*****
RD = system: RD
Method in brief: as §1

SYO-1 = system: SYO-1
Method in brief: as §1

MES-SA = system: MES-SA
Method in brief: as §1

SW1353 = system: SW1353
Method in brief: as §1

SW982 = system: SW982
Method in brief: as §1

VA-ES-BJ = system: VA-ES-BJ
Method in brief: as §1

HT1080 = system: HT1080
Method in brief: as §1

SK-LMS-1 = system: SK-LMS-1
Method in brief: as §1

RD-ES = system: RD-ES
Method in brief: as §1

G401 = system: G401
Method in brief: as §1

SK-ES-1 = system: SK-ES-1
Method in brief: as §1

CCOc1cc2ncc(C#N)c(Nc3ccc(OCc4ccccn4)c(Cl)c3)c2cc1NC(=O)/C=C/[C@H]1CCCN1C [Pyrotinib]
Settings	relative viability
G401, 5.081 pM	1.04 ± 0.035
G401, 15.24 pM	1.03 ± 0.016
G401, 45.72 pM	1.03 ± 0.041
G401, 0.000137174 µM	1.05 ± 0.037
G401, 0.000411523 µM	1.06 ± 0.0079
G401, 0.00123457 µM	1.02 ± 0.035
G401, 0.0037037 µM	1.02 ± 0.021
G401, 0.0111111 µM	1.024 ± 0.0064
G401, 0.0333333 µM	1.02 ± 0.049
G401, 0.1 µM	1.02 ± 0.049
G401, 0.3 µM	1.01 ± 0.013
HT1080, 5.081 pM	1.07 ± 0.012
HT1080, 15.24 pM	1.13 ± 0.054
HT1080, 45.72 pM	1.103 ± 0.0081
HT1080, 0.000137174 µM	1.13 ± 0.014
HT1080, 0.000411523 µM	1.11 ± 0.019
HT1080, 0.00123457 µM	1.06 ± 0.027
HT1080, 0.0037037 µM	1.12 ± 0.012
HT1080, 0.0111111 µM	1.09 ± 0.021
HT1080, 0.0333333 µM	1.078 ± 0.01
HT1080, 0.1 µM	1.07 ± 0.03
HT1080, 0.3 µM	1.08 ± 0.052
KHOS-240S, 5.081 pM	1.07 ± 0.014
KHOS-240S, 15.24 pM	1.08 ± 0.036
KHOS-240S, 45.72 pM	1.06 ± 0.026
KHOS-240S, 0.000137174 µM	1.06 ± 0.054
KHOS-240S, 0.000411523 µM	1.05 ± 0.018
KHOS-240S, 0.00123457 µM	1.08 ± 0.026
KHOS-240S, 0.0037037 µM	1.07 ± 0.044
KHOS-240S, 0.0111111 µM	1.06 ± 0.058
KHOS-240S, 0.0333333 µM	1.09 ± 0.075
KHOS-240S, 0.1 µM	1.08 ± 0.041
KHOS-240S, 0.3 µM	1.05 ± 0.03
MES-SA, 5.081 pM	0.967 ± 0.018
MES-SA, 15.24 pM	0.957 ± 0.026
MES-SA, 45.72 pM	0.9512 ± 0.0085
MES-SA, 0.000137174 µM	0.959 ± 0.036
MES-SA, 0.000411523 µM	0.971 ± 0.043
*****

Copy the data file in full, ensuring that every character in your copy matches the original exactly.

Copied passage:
RD = system: RD
Method in brief: as §1

SYO-1 = system: SYO-1
Method in brief: as §1

MES-SA = system: MES-SA
Method in brief: as §1

SW1353 = system: SW1353
Method in brief: as §1

SW982 = system: SW982
Method in brief: as §1

VA-ES-BJ = system: VA-ES-BJ
Method in brief: as §1

HT1080 = system: HT1080
Method in brief: as §1

SK-LMS-1 = system: SK-LMS-1
Method in brief: as §1

RD-ES = system: RD-ES
Method in brief: as §1

G401 = system: G401
Method in brief: as §1

SK-ES-1 = system: SK-ES-1
Method in brief: as §1

CCOc1cc2ncc(C#N)c(Nc3ccc(OCc4ccccn4)c(Cl)c3)c2cc1NC(=O)/C=C/[C@H]1CCCN1C [Pyrotinib]
Settings	relative viability
G401, 5.081 pM	1.04 ± 0.035
G401, 15.24 pM	1.03 ± 0.016
G401, 45.72 pM	1.03 ± 0.041
G401, 0.000137174 µM	1.05 ± 0.037
G401, 0.000411523 µM	1.06 ± 0.0079
G401, 0.00123457 µM	1.02 ± 0.035
G401, 0.0037037 µM	1.02 ± 0.021
G401, 0.0111111 µM	1.024 ± 0.0064
G401, 0.0333333 µM	1.02 ± 0.049
G401, 0.1 µM	1.02 ± 0.049
G401, 0.3 µM	1.01 ± 0.013
HT1080, 5.081 pM	1.07 ± 0.012
HT1080, 15.24 pM	1.13 ± 0.054
HT1080, 45.72 pM	1.103 ± 0.0081
HT1080, 0.000137174 µM	1.13 ± 0.014
HT1080, 0.000411523 µM	1.11 ± 0.019
HT1080, 0.00123457 µM	1.06 ± 0.027
HT1080, 0.0037037 µM	1.12 ± 0.012
HT1080, 0.0111111 µM	1.09 ± 0.021
HT1080, 0.0333333 µM	1.078 ± 0.01
HT1080, 0.1 µM	1.07 ± 0.03
HT1080, 0.3 µM	1.08 ± 0.052
KHOS-240S, 5.081 pM	1.07 ± 0.014
KHOS-240S, 15.24 pM	1.08 ± 0.036
KHOS-240S, 45.72 pM	1.06 ± 0.026
KHOS-240S, 0.000137174 µM	1.06 ± 0.054
KHOS-240S, 0.000411523 µM	1.05 ± 0.018
KHOS-240S, 0.00123457 µM	1.08 ± 0.026
KHOS-240S, 0.0037037 µM	1.07 ± 0.044
KHOS-240S, 0.0111111 µM	1.06 ± 0.058
KHOS-240S, 0.0333333 µM	1.09 ± 0.075
KHOS-240S, 0.1 µM	1.08 ± 0.041
KHOS-240S, 0.3 µM	1.05 ± 0.03
MES-SA, 5.081 pM	0.967 ± 0.018
MES-SA, 15.24 pM	0.957 ± 0.026
MES-SA, 45.72 pM	0.9512 ± 0.0085
MES-SA, 0.000137174 µM	0.959 ± 0.036
MES-SA, 0.000411523 µM	0.971 ± 0.043